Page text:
Featured Research

from universities, journals, and other organizations

Vigorous Activity Protects Against Breast Cancer, Study Shows

Date:
November 3, 2008
Source:
Breast Cancer Research
Summary:
Normal-weight women who carry out lots of vigorous exercise are approximately 30 percent less likely to develop breast cancer than those who don't exercise vigorously. A study of more than 30,000 postmenopausal American women has revealed that a sedentary lifestyle can be a risk factor for the disease -- even in women who are not overweight.

Normal-weight women who carry out lots of vigorous exercise are approximately 30% less likely to develop breast cancer than those who don't exercise vigorously. A study of more than thirty thousand postmenopausal American women has revealed that a sedentary lifestyle can be a risk factor for the disease – even in women who are not overweight.

Related Articles


While an Investigator at the National Cancer Institute of the U.S. National Institutes of Health, Michael F. Leitzmann led a team of researchers who followed the 32,269 women for eleven years and found that vigorous activity may protect against breast cancer, independent of body weight control. Vigorous activity was judged to include things like heavy housework (scrubbing floors, washing windows, heavy yard-work, digging, chopping wood) and strenuous sports or exercise (running, fast jogging, competitive tennis; aerobics, bicycling on hills, and fast dancing).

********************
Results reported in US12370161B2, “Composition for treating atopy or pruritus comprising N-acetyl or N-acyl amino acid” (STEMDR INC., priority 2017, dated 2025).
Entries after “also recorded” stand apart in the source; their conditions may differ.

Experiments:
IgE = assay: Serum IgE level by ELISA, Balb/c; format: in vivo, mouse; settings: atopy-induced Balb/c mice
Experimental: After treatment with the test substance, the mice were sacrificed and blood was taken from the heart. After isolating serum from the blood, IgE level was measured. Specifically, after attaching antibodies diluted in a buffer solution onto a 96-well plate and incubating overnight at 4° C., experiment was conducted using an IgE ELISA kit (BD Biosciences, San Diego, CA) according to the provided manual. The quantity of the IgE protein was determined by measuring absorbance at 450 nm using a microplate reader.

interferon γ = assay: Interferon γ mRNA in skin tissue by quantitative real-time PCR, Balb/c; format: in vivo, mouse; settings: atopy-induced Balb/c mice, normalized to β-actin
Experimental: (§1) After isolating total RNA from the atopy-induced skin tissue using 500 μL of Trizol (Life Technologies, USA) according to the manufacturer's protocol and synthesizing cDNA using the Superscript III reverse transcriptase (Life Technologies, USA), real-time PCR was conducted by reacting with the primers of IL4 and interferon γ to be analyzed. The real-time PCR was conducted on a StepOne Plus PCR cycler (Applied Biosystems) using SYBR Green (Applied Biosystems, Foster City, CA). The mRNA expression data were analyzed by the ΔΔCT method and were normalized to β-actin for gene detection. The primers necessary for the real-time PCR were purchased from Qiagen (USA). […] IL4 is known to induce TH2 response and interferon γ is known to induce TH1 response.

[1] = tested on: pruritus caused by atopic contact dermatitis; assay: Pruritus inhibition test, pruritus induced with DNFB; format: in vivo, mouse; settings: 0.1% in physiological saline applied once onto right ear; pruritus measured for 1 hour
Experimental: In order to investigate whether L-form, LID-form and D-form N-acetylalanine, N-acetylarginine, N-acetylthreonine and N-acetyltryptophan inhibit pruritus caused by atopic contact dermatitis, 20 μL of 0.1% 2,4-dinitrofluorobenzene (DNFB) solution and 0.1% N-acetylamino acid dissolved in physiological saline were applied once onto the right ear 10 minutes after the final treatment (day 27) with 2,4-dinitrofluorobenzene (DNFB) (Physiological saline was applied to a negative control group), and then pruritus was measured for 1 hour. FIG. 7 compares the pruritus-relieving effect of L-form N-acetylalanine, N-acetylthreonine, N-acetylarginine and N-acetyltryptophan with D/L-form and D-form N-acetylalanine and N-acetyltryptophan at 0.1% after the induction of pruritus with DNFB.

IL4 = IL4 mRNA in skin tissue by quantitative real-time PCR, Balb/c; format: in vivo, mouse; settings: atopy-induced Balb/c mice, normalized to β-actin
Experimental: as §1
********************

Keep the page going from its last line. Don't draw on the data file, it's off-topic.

Leitzmann said, "Notable strengths of our study include its large sample size, prospective design, high follow-up rate, and availability of relevant known or suspected breast cancer risk factors. These features enabled us to minimize any effects from other factors apart from exercise."

Interestingly, the authors found that non-vigorous activity, such as light housework (vacuuming, washing clothes, painting, general gardening) and light sports or exercise (walking, hiking, light jogging, recreational tennis, bowling) was not protective. Furthermore, vigorous activity was only protective in lean women and not those who were overweight or obese. According to Leitzmann, "Possible mechanisms through which physical activity may protect against breast cancer that are independent of body mass include reduced exposure to growth factors, enhanced immune function, and decreased chronic inflammation, variables that are related both to greater physical activity and to lower breast cancer risk".

The authors added, "An alternative explanation for the stronger apparent effect of vigorous activity among lean over heavy women is that heavier women may misreport non-vigorous activities as vigorous ones".


Story Source:

The above story is based on materials provided by Breast Cancer Research. Note: Materials may be edited for content and length.


Journal Reference:

  1. Michael F Leitzmann, Steven C Moore, Tricia M Peters, James V Lacey, Arthur Schatzkin, Catherine Schairer, Loiuse A Brinton and Demetrius Albanes. Prospective study of physical activity and risk of postmenopausal breast cancer. Breast Cancer Research, (in press)

Cite This Page: